How Often Should You Rebalance Your Portfolio?


They say that a watched pot never boils, but even a master chef needs to check the stove from time to time. Like the perfect dish, an investment portfolio should be well balanced and carefully observed in order to become something really satisfying. But just like with food, too much meddling can wreak havoc on investments.

How often should you rebalance your portfolio?

The exact answer may vary from investor to investor. But no matter what it is, taking time for checkups may help keep your retirement on track. Read on for insights from Tony Marquez, CFP®, a Financial Consultant with American Century Investments, about why a portfolio needs to be rebalanced and what steps investors can take to be sure they’re doing it wisely.


Tony Marquez, CFP
Financial Consultant

Why Rebalance Your Portfolio?

As you probably know, pretty much everything needs some review and maintenance to keep it in good working order. That’s true for your car, your washing machine, your computer. An investment portfolio is no exception. You can leave investments alone. However, they’ll naturally run off track as some investments grow faster than others. Your overall portfolio could become misaligned. And that could expose you to more risk than you’re comfortable with.

“Say you set yourself up with a traditional 60% stock, 40% bond portfolio,” explains Marquez. If you started that investment strategy in 2009 and left it alone, “as of 2021, that portfolio could have potentially shifted to about 85/15. So, 85% stock, 15% bond.”

You might have intended to be a moderate investor in 2009. But let’s say that over the years, your stocks outperform your bonds, increasing in value and proportion in your portfolio. In that case, your unbalanced portfolio will likely have taken on significantly more risk a dozen years later. And by now you’re probably closer to retirement and likely even less interested in a riskier portfolio.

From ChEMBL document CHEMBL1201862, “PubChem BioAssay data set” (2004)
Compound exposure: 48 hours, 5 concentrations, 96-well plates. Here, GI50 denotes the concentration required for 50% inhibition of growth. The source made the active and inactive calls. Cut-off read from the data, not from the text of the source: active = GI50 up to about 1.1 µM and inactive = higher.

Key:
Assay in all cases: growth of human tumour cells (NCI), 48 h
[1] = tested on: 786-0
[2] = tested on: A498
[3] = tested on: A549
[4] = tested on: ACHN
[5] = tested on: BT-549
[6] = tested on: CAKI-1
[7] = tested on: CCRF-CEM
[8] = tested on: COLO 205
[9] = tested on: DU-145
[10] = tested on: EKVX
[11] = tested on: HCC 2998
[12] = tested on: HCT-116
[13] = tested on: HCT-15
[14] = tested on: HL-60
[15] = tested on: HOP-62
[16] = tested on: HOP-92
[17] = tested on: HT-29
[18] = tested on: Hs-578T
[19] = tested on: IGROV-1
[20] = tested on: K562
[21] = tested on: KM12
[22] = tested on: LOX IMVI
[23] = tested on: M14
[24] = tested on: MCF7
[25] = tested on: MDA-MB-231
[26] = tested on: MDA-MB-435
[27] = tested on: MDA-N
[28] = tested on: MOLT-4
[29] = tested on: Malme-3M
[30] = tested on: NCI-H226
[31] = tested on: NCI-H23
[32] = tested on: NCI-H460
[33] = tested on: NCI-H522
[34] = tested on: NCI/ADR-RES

Rebalance Your Mix

Rebalancing in Action

Original Allocation: For example, you may have decided to allocate 60% of your portfolio to stocks and 40% to bonds.

Out of Balance: If market activity causes the value of your stocks to increase, you'll have a greater percentage invested in stocks, leaving you exposed to more risk than you intended.

Rebalanced: Rebalancing—buying more bonds and selling stocks—gets you back to your original 60/40 mix.


Keep in mind that this doesn’t mean you made a mistake to begin with. A portfolio falling out of whack is natural. That’s especially true when you invest in a mix of growth and value holdings .

How Often Should You Rebalance Your Portfolio?

Once you understand why you need to rebalance your portfolio, your next question is probably how often you should rebalance it.

Tony Says

“At a minimum, at least review your overall portfolio annually,” recommends Marquez. That means setting aside time with your financial planner for a deep dive into your investments. 


An annual deep dive could be a time to make changes based on personal risk level, shifts in the market and your advisor’s expertise. Marquez points out that there’s a difference between “watching” a portfolio and actively rebalancing it. “Just because you’re watching the market doesn’t mean that you’re going to get the outcome you want,” he explains.